Shabir Madhi. Picture: SUPPLIED/WITS
Shabir Madhi. Picture: SUPPLIED/WITS

The borders can open, the curfew can be lifted and international travel can resume, according to Wits vaccinology professor Shabir Madhi, a member of the Medical Advisory Council, which is advising the government on its response to Covid-19. “There is ample opportunity to be a bit more aggressive in opening up society,” Madhi tells the FM.

This comes as consensus builds that SA could move to a level 1 lockdown this week, which would entail exactly these measures.

But despite the recommendations mentioned above, Madhi believes restrictions on mass gatherings should remain in place.

Such a limitation shouldn’t be an arbitrary number, such as 50 people per venue, for example, but rather a limit on a large number of people in a small space – if you have “1,000 people attending a church service at the FNB stadium, all spaced apart in the open air”, that wouldn’t be a problem, he says. But the same number of attendees in a 200m² church or mosque that has poor ventilation could lead to “super-spreader” events, where a large number of people could get infected at one time.

“I don’t think we are in any position right now to take that sort of a gamble,” he says.

Even though fears of a new surge of infections are rising in Europe, some scientists believe that if SA experiences any “second wave”, it’ll be orders of magnitude lower than its first. Which is why they believe life can begin to return to normal.

Madhi doesn’t believe we should “dismiss the second wave idea out of hand”, but says that if this happens, we’re likely to see far fewer deaths.

He cites two reasons: first, the progression towards herd immunity, where enough people have already had the virus, which impedes its spread; and second, many of those most vulnerable to Covid-19 have already passed away.

A study by UCT and National Health Laboratory Service virologist Martin Hsiao found that up to 40% of pregnant women and people having routine HIV testing in Cape Town townships had antibodies for the virus.

This seems to explain why even as the economy was opening up in June there wasn’t an increase in infections in the Western Cape, but rather a decrease — something Hsiao explained on Cape Talk radio last week.

But Madhi also points out that people in the “middle class and affluent areas” in SA are still susceptible to the virus, as they were able to socially distance and use private transport in lockdown.

So there are still people very susceptible to coronavirus, but “the rate of mortality is lower this time round” in Europe, he says, and is likely to be so in SA as well.

The odds of reinfection

One question the scientific community is still grappling with is how long immunity lasts once a person has been infected. Madhi says that the experts’ figures differ radically — anything from 40 weeks to three years.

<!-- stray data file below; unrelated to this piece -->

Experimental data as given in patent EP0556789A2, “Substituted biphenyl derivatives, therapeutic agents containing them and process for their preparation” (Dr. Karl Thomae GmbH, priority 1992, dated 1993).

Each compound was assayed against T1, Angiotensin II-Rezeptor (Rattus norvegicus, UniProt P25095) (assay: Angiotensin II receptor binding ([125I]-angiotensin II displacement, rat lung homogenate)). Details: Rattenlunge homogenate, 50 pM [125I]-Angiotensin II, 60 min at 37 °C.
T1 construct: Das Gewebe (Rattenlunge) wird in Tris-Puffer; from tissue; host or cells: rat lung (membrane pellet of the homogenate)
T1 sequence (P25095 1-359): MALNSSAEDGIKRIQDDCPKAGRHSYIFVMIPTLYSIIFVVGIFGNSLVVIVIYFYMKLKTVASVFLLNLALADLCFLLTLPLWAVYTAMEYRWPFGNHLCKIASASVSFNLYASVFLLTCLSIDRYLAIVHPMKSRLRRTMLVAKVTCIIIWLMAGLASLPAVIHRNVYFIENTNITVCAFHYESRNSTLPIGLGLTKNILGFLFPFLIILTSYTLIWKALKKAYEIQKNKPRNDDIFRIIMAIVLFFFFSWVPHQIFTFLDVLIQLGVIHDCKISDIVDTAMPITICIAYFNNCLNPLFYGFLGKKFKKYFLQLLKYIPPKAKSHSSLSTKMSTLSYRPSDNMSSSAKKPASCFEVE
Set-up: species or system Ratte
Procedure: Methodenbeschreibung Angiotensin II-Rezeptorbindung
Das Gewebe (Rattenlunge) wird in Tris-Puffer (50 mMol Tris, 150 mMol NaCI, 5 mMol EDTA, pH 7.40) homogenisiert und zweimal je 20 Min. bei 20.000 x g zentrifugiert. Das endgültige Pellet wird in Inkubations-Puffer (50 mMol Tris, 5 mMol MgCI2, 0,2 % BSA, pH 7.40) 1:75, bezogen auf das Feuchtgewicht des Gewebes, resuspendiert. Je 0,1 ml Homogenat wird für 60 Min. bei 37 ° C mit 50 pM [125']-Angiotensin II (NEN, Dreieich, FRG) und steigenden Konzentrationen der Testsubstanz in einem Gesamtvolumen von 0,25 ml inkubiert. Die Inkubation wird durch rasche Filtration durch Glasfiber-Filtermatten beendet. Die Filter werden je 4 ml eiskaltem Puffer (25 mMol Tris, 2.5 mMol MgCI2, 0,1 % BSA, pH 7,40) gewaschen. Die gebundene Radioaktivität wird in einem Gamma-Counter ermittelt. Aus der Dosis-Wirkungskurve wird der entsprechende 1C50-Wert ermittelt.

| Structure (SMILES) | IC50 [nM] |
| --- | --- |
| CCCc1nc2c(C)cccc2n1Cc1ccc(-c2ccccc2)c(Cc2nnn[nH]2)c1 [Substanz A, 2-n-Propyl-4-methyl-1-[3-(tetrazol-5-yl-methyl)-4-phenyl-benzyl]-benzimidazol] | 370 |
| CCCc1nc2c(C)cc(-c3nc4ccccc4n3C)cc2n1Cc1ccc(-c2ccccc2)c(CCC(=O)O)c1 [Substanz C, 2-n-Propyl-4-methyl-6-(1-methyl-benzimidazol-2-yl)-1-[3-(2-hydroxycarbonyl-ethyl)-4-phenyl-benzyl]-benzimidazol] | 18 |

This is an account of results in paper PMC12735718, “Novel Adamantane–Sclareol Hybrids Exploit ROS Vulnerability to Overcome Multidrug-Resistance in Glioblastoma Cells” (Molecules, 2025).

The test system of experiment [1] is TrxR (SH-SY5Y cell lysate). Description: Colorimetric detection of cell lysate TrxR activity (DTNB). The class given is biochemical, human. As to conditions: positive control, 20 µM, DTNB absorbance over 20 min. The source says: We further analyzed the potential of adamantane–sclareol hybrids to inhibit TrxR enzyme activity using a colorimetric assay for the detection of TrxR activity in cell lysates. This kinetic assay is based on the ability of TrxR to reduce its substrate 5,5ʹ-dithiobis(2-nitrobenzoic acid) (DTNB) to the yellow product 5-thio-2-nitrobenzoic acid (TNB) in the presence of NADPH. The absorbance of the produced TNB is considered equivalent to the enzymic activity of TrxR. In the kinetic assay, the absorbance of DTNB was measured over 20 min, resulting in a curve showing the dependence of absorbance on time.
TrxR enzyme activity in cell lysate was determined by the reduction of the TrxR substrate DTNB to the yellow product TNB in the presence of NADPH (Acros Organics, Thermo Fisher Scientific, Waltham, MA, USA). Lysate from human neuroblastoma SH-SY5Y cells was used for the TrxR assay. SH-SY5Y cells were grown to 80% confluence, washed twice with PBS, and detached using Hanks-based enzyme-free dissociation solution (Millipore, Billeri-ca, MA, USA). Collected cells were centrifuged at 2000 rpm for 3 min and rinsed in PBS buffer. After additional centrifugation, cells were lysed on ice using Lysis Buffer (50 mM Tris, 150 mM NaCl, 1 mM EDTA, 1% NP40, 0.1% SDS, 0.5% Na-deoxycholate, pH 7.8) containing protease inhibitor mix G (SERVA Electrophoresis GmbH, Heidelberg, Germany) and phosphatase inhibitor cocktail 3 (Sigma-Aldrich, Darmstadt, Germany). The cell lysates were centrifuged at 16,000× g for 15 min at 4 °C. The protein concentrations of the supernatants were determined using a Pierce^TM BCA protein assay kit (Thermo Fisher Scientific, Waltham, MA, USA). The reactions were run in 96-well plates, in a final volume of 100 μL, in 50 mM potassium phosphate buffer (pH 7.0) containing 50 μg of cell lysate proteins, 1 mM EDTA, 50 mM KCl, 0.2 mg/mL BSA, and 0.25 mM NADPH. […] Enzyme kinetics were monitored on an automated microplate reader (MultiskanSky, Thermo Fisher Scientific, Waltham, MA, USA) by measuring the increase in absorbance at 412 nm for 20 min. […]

UCT emeritus professor Robin Wood, presenting a MedicalBrief webinar on pandemics in the 20th century last month, said he didn’t believe the Western Cape would have a second wave. (He added, however, that any prediction that is made must be moderated with humility.)

He said that places with effective hard lockdowns, where Covid-19 disease did not spread much, such as Japan, did have a second wave. He says that during the 1918 Spanish Flu, when people chose lockdown voluntarily, places that closed down “a little bit more aggressively or particularly early on in the epidemic suffered from second waves”.

But even these experiences differed between hemispheres, and, he added, “there is an awful lot we don’t know”.

Wood said history shows that nonpharmaceutical interventions – social distancing and handwashing – didn’t prevent the Spanish flu from spreading across the world but just slowed the disease.

Still, some countries today have moved from using lockdowns to slow infections to trying to prevent infections in young people altogether, something science suggests won’t work.

To date, Covid-19 has killed 927,408 people, while the Spanish flu killed 50-million people. Wood points out that not long after the Spanish flu, life went back to normal, and it was soon followed by the “Roaring 20s”.

Madhi is equally optimistic. Not only will the “second wave be less severe” than the first wave, but, he points out, “what we experienced this time was less severe” than the initial models predicted.

The reason the models forecast far higher fatalities, he says, is because they assumed everyone was susceptible to the disease. But one hypothesis is that a large percentage of South Africans have been exposed to the common cold – also caused by a coronavirus – which helped build immunity and prevented more severe Covid-19 symptoms.

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